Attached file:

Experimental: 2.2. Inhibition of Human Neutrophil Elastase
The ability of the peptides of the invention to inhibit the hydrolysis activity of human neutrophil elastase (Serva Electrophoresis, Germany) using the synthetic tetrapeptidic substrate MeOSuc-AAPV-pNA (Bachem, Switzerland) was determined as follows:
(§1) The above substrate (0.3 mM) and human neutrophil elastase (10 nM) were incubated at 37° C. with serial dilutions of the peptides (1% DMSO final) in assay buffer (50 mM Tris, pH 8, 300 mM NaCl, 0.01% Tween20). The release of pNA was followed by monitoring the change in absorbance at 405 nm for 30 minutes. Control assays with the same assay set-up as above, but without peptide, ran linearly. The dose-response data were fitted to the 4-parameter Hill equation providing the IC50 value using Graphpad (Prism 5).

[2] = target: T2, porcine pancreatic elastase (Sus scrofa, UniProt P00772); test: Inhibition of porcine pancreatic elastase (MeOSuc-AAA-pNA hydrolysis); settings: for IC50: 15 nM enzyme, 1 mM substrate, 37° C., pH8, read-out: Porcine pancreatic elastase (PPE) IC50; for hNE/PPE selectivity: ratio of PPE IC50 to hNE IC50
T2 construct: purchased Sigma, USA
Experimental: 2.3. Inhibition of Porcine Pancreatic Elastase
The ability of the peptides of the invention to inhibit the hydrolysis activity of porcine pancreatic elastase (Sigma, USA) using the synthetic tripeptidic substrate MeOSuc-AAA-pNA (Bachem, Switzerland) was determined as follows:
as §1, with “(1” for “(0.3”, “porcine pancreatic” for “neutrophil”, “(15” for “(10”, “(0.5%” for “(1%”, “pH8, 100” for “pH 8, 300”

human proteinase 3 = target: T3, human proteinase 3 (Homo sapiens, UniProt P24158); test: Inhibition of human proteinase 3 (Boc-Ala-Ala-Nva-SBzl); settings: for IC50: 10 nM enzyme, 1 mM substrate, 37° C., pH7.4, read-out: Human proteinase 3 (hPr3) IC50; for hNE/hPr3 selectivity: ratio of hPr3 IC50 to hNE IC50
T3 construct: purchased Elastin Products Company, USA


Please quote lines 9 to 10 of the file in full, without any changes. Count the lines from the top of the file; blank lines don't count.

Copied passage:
human proteinase 3 = target: T3, human proteinase 3 (Homo sapiens, UniProt P24158); test: Inhibition of human proteinase 3 (Boc-Ala-Ala-Nva-SBzl); settings: for IC50: 10 nM enzyme, 1 mM substrate, 37° C., pH7.4, read-out: Human proteinase 3 (hPr3) IC50; for hNE/hPr3 selectivity: ratio of hPr3 IC50 to hNE IC50
T3 construct: purchased Elastin Products Company, USA